In the past, the answers to environmental questions were unavailable or often slow in coming. And when you did get them, chances are the answers were outdated and difficult to understand. To address this problem, in 1996 President Clinton directed the U.S. Environmental Protection Agency (EPA) to create a new program, Environmental Monitoring for Public Access and Community Tracking (EMPACT), to bring to people up-to-date environmental information they could understand and use every day.
Air Info Now and Pima County Department of Environmental Quality (PDEQ) are currently working on bringing this real-time air quality information to the public. This information will help communities and individuals make informed, day-to-day decisions about their lives.
Information is currently offered through these areas:
National Ambient Air Quality Standards (NAAQS)1
The Clean Air Act, which was last amended in 1990, requires EPA to set National Ambient Air Quality Standards for pollutants considered harmful to public health and the environment. The Clean Air Act established two types of national air quality standards. Primary standards set limits to protect public health, including the health of “sensitive” populations such as asthmatics, children, and the elderly. Secondary standards set limits to protect public welfare, including protection against decreased visibility, damage to animals, crops, vegetation, and buildings.
The EPA Office of Air Quality Planning and Standards (OAQPS) has set National Ambient Air Quality Standards for six principal pollutants, which are called “criteria” pollutants. They are listed below. Units of measure for the standards are parts per million (ppm) by volume, parts per billion (ppb) by volume, and micrograms per cubic meter of air (µg/m3).
Pima County is currently in attainment (compliance) with the National Ambient Air Quality Standards for all of the criteria pollutants.
Current National Ambient Air Quality Standards (NAAQS)
(1) Final rule signed October 15, 2008. The 1978 lead standard (1.5 µg/m3 as a quarterly average) remains in effect until one year after an area is designated for the 2008 standard, except that in areas designated nonattainment for the 1978, the 1978 standard remains in effect until implementation plans to attain or maintain the 2008 standard are approved.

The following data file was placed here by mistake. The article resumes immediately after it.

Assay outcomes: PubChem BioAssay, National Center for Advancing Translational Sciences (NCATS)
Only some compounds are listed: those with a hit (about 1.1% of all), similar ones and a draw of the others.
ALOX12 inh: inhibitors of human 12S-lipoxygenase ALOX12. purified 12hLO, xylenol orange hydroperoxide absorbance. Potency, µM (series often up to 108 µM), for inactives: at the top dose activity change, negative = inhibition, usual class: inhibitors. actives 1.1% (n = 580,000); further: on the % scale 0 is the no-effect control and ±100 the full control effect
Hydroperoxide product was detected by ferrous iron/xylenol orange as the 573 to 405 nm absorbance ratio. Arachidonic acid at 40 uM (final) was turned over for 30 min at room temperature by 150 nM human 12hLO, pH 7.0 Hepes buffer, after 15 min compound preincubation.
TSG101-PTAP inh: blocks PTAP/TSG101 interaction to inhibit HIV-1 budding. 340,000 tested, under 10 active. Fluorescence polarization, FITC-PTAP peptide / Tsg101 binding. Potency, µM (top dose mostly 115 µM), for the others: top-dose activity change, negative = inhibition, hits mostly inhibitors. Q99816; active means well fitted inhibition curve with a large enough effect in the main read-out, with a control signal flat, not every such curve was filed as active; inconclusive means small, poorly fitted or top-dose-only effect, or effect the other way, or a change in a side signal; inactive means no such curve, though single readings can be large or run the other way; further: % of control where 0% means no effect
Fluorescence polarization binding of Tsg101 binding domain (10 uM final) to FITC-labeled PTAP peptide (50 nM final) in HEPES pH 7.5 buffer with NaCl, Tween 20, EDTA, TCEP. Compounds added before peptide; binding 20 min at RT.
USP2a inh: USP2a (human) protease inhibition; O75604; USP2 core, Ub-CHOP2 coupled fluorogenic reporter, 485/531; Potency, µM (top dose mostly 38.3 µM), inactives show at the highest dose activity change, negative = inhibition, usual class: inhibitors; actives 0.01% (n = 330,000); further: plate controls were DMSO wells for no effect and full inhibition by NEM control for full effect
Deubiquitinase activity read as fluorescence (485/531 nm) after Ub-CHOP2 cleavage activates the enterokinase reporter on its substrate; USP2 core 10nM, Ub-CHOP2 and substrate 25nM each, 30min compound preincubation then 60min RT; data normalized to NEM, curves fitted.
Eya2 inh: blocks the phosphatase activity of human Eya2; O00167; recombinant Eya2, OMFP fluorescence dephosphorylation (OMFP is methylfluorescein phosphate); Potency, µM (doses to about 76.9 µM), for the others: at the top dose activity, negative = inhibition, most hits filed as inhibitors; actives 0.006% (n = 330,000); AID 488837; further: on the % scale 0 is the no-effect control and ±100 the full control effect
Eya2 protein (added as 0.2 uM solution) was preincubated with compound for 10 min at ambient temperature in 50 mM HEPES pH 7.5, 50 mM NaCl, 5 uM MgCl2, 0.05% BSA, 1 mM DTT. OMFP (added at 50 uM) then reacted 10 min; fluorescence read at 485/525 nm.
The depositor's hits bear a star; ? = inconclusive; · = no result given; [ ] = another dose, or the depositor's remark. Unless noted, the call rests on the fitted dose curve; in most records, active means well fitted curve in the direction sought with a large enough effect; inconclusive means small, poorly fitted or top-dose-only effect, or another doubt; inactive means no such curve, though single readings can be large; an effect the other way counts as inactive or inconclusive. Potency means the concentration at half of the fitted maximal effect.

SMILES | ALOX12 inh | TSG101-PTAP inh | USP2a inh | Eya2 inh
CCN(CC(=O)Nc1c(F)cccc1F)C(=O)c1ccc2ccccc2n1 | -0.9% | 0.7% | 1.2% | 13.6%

(2) The official level of the annual NO2 standard is 0.053 ppm, equal to 53 ppb, which is shown here for the purpose of clearer comparison to the 1-hour standard.
(3) Final rule signed March 12, 2008. The 1997 ozone standard (0.08 ppm, annual fourth-highest daily maximum 8-hour concentration, averaged over 3 years) and related implementation rules remain in place. In 1997, EPA revoked the 1-hour ozone standard (0.12 ppm, not to be exceeded more than once per year) in all areas, although some areas have continued obligations under that standard (“anti-backsliding”). The 1-hour ozone standard is attained when the expected number of days per calendar year with maximum hourly average concentrations above 0.12 ppm is less than or equal to 1.
(4) Final rule signed June 2, 2010. The 1971 annual and 24-hour SO2 standards were revoked in that same rulemaking. However, these standards remain in effect until one year after an area is designated for the 2010 standard, except in areas designated nonattainment for the 1971 standards, where the 1971 standards remain in effect until implementation plans to attain or maintain the 2010 standard are approved.